If you don’t have anyone to talk to – or anyone you feel you can confide in – ask your GP about counselling. Many doctors’ surgeries have counselling services these days. Alternatively, you could contact your local branch of Mind, the mental health charity, as many offer counselling services.
If you feel depressed, it can affect your appetite and you may not feel like eating. Eating well, however, is important for maintaining your general health. So try to have three meals every day, including breakfast.
You may well feel like eating unhealthy foods when you feel low, but comfort eating doesn’t help in the long run. So try to eat as healthily as possible, including five or more portions of fruit and vegetables every day, plus have some protein at each meal too. And remember to drink plenty of fluids, as being even mildly dehydrated may affect your mood.
There’s currently a lot of interest in how food may affect mental health, says the charity Mind. For instance, it’s widely thought that changes in blood sugar levels can affect mood and energy levels, while some of the foods you eat may affect your brain’s production of mood-altering chemicals such as serotonin and dopamine.
So to help boost your mood, try the following:
Eating five portions of fruit and vegetables every day helps to make sure you’re getting the nutrients your body needs, which will also support your emotional health.
If your energy level is low, your mood may often follow. That’s why it may be important to eat foods that release their energy slowly. Slow-release foods include unrefined carbohydrates such as whole grains (oats, brown and wild rice, barley, corn, quinoa, rye and whole wheat).
The omega-3 fatty acids found in oily fish are thought to be important for healthy brain functioning, as well as a range of other health benefits. According to the NHS, a healthy diet should include at least two portions of fish a week, one portion of which should be oily fish (though women of childbearing age should eat no more than two portions of oily fish a week).
You can get the omega-3 fatty acids you need by eating oily fish, such as salmon, fresh tuna, trout, mackerel, pilchards and sardines. Omega-3 oils are also found in vegetarian foods such as rapeseed oil, flaxseed oil, soya oil and soya-based foods, many nuts and seeds, and omega-3 fortified eggs.
Certain foods are believed to help boost the body’s production of the feel-good chemical serotonin. That’s because they contain an amino acid called tryptophan, which is converted into serotonin in your brain. These foods include bananas, turkey, chicken, fish, cottage cheese, eggs, nuts, wheat germ, avocados, milk, cheese and pulses.
According to Mind, caffeine is arguably the most widely used behaviour-modifying drug in use worldwide. But while a strong cup of coffee may give you a boost – which can be helpful in certain situations – drinking too caffeine much may cause symptoms such as anxiety, nervousness and depression.
Caffeine is also found in tea, chocolate and some fizzy soft drinks. So if you suffer from low mood it’s a good idea to switch to decaffeinated and non-caffeinated varieties (or at least try to limit yourself to one or two cups of caffeinated drinks a day).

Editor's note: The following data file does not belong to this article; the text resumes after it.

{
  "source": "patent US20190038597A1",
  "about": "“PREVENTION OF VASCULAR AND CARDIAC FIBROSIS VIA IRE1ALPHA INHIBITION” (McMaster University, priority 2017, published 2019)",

Other foods that may cause low mood problems include those that contain alcohol and sugar, so try to limit these in your diet too. Mind also suggests that wheat, dairy products, hydrogenated fats and certain artificial additives (E numbers) may also have an effect on mood.
There are several natural remedies designed to treat low mood, including the following:
A traditional herbal remedy used for low mood and mild anxiety, St John’s wort also has strong scientific evidence behind it to support these claims. Many studies involving thousands of volunteers suggest not only that St John’s Wort may be more effective than placebo in treating mild to moderate depression (i), but others also claim the herb is as effective – at least – as conventional antidepressants (ii).
However, St John’s Wort may interact with other conventional medicines, so speak to your GP before taking it if you’re on any kind of medication, including the oral contraceptive pill, tricyclic antidepressants, statins or warfarin.
Many conventional antidepressant medicines work by increasing serotonin levels in the brain. The non-essential amino acid 5-hydroxytryptophan (5-HTP) is a natural compound that’s converted in the brain to serotonin, which may explain why it’s been studied as a natural remedy for depression and low mood. Indeed, there are studies that suggest it may be as effective as some standard antidepressants (iii).
The omega-3 fatty acids EPA and DHA found in oily fish have been studied extensively in relation to a wide range of health problems. However, one of the areas it has shown a lot of promise in is that of treating depression.
For example, one particular study involved older women suffering from depression. After taking high doses of EPA and DHA for eight weeks, their symptoms of depression had improved significantly compared to other women who received a placebo (iv). Other studies have investigated the benefits of EPA in treating depression, with many suggesting it may be helpful (v).
Since low levels of certain nutrients have been linked with symptoms of depression, taking a high-strength multivitamin and mineral with good amount of B vitamins, zinc and vitamin D may also help.
(i) Kasper S, Anghelescu I, Szegedi A, et al. Superior efficacy of St Johns wort extract WS® 5570 compared to placebo in patients with major depression: a randomized, double-blind, placebo-controlled, multi-center trial. BMC Med. 2006 Jun 23.
(ii) Singer A, Schmidt M, Hauke W, Stade K. Duration of response after treatment of mild to moderate depression with Hypericum extract STW 3-VI, citalopram and placebo: a reanalysis of data from a controlled clinical trial. Phytomedicine. 2011;18(8-9):739-742.
(iii) Byerley WF, Judd LL, Reimherr FW, et al. 5-hydroxytryptophan: a review of its antidepressant efficacy and adverse effects. J Clin Psychopharmacol. 1987;7:127-137. Poldinger W, Calanchini B, Schwarz W. A functional-dimensional approach to depression: Serotonin deficiency as a target syndrome in a comparison of 5-hydroxytryptophan and fluvoxamine. Psychopathology. 1991;24:53-81.
(iv) Rondanelli M, Giacosa A et al. Effect of omega-3 fatty acids supplementation on depressive symptoms and on health-related quality of life in the treatment of elderly women with depression: a double-blind, placebo-controlled, randomized clinical trial. J Am Coll Nutr. 2010 Feb;29(1):55-64.
(v) Jazayeri S, Tehrani-Doost M, Keshavarz SA, et al. Comparison of therapeutic effects of omega-3 fatty acid eicosapentaenoic acid and fluoxetine, separately and in combination, in major depressive disorder. Aust N Z J Psychiatry. 2008;42:192-198. Rogers PJ, Appleton KM, Kessler D, et al. No effect of n-3 long-chain polyunsaturated fatty acid (EPA and DHA) supplementation on depressed mood and cognitive function: a randomised controlled trial. Br J Nutr. 2007 Oct 24.